The History Man wrote:
Why not? Given the historical stereotyping and seen in that context, it doesn't change the structure/nature of the joke. Lots of people found the black and white minstrel show or al Jolson entertaining or freak shows for that matter. Doesn't make them correct by current societal standards.
Not a joke I would ever tell these days but when I was at school as a pupil in the 70s I would suggest it wouldn't be considered offensive at all.
Edit: hence no repeats of the extremely popular 'Love Thy Neighbour' sit com.
Well no - but true enough, it was bloody racist - and really, it wasn't that funny. Revisionist appraisal will have you believe the subtle context and underlying narrative were actually sending up racism, but that largely ignores the demographic.
On the other hand, the series that had Alf Garnett in, whilst Warren Mitchell playing a clearly racist (among other things...) character, he truly was more the butt of the joke.
Personally, I'm not for banning or white-washing everything - like the smutty postcards, or the like. But all the same, there very much was a casual racialism in society in previous decades, that very much was prevalent. Whilst it may have seemed very British, all the same it was there, and was ignorance. That now we look back and - largely - recognise it for what it is, isn't political correctness run amok - it's tacit realisation that our older / past / passed relatives were set in their ways and just a bit racist.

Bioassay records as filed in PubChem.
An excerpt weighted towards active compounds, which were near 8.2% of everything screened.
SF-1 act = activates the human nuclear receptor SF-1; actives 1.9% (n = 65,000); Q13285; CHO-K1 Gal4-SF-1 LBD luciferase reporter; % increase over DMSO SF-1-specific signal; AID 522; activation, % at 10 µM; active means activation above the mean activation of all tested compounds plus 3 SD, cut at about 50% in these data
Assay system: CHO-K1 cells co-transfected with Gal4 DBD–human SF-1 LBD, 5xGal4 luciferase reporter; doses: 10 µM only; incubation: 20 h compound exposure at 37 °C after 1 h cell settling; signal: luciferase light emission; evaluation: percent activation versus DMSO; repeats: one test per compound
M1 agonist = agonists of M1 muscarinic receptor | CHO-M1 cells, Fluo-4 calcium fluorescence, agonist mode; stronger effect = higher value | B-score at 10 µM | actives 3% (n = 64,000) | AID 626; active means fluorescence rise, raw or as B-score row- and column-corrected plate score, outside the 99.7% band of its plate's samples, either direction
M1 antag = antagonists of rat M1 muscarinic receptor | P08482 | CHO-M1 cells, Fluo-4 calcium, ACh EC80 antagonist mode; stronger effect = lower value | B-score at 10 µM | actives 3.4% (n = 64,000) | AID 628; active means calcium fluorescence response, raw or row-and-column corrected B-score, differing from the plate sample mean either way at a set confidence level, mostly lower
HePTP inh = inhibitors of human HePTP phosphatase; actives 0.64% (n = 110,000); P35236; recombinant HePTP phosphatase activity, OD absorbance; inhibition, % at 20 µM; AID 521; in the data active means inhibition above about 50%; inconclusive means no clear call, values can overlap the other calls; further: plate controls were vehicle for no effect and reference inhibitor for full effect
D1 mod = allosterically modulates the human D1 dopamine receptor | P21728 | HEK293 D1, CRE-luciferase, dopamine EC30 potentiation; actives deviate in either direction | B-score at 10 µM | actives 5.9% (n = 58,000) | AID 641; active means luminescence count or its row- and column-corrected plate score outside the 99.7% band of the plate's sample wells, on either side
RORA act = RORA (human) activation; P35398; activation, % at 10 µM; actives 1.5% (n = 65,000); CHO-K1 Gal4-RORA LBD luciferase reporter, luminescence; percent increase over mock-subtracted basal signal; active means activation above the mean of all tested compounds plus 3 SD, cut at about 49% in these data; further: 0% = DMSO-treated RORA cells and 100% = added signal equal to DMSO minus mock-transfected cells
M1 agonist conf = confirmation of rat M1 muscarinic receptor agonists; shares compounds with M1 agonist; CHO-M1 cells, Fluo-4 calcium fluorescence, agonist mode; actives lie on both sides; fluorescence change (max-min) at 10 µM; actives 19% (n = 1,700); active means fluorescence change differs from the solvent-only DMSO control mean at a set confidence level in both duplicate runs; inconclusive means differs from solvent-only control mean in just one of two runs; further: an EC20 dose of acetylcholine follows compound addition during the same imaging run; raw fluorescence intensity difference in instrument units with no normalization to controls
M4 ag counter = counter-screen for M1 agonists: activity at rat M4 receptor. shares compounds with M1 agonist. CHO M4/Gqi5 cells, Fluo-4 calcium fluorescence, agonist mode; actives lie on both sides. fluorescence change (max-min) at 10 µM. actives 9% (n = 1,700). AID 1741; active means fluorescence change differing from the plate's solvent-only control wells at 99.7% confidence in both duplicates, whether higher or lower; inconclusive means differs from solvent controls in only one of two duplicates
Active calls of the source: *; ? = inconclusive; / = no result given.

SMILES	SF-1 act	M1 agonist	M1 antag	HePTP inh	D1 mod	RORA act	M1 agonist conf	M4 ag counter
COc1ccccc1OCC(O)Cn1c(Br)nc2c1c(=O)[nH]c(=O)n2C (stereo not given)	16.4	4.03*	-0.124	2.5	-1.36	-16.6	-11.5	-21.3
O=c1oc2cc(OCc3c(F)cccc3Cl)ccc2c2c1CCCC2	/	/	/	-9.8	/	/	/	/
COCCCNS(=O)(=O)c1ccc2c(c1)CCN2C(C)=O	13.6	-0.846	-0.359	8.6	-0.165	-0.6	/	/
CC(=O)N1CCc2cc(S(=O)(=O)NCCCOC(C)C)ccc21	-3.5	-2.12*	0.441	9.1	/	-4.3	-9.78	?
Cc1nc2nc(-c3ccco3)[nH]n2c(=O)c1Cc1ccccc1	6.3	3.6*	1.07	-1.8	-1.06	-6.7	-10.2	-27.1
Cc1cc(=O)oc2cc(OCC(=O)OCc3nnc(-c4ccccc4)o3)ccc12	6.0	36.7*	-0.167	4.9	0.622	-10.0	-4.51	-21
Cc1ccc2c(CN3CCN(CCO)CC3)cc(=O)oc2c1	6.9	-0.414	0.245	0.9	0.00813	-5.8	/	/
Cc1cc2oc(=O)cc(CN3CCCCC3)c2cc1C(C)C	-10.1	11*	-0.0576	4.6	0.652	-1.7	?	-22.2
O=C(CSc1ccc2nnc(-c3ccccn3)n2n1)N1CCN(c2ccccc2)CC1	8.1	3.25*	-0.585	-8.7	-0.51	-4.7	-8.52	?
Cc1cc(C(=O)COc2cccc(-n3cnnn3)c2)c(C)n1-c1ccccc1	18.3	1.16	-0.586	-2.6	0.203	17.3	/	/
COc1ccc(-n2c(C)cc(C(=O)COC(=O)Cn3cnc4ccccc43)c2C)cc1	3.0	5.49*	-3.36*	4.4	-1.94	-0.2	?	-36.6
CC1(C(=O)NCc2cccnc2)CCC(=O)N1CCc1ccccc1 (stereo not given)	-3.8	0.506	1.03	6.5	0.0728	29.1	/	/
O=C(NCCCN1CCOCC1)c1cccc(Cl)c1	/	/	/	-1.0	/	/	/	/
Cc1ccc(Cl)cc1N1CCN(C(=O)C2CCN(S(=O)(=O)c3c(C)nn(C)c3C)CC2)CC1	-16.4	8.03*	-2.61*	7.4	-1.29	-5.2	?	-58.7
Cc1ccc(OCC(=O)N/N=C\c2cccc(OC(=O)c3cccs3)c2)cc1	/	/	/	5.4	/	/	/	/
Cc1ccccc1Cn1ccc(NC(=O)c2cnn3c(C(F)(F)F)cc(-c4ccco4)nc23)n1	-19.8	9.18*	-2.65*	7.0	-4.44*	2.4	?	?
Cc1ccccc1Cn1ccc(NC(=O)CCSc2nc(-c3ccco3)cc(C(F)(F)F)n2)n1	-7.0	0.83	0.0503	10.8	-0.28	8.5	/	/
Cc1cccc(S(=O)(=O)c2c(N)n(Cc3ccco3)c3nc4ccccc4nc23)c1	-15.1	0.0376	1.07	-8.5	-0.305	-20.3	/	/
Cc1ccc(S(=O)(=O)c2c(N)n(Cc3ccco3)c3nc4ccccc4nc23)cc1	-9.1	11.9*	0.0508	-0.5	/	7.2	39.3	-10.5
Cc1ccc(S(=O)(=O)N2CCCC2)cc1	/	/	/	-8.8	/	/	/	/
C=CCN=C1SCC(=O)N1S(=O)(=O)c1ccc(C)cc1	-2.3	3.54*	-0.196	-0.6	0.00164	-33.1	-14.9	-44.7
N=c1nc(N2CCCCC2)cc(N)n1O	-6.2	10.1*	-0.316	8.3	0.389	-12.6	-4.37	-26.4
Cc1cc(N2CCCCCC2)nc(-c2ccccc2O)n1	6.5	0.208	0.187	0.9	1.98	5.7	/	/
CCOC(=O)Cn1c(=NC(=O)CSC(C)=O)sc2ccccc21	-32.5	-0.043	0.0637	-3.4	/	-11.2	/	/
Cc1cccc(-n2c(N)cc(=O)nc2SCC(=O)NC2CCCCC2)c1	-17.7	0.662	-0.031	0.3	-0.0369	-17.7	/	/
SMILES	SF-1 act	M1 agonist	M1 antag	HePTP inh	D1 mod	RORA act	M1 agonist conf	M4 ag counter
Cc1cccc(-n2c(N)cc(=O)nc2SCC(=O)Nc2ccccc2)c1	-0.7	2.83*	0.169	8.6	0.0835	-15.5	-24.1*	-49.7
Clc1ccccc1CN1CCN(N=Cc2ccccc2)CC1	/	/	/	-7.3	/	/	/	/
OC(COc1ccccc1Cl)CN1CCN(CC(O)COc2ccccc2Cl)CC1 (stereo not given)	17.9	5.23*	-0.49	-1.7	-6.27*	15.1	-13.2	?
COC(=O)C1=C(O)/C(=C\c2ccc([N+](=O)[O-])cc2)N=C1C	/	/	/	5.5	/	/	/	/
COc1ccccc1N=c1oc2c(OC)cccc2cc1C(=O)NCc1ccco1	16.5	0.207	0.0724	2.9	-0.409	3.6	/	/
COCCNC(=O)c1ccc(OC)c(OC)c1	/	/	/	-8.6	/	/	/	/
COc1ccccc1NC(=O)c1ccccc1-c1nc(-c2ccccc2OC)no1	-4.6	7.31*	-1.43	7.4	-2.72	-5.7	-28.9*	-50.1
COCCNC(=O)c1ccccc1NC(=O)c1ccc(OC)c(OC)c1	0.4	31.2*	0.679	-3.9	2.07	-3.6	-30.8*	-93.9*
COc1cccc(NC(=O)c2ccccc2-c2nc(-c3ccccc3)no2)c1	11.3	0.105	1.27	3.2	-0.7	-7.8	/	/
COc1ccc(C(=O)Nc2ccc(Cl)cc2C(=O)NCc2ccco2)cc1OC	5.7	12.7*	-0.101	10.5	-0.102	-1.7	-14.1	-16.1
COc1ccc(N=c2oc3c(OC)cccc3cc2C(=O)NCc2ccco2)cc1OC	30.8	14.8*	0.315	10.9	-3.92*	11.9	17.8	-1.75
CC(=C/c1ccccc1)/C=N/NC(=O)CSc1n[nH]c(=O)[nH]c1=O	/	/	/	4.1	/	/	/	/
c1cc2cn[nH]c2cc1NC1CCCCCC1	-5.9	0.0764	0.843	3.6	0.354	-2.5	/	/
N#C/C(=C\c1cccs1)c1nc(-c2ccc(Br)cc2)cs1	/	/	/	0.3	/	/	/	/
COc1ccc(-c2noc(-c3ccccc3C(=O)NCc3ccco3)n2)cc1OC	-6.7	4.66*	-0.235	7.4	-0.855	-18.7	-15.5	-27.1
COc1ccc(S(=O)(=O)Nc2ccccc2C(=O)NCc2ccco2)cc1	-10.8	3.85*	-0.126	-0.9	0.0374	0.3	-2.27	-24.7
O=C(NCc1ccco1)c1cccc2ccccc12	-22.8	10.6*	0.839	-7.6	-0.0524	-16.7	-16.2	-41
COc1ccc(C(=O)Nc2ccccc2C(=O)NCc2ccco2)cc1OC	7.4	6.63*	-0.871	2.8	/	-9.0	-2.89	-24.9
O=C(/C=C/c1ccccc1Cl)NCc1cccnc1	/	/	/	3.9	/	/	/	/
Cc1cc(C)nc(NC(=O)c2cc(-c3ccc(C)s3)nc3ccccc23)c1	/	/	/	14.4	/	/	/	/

That maybe it was merely a product of it's time, and generally accepted and grudgingly tolerated, doesn't mean it was right - it was borne out of ignorance, tradition and dogma - there was no merit to it all.
As to the joke that started this thread - well I'm ambivalent, really - and in general, I don't do the whole no bandwagon to slow thing. All the same, it seems like the sort of thing gag that Alan Partridge would crack, and we'd largely laugh for the same reasons we laughed at Alf Garnett, a few decades previously.
This page intentionally left blank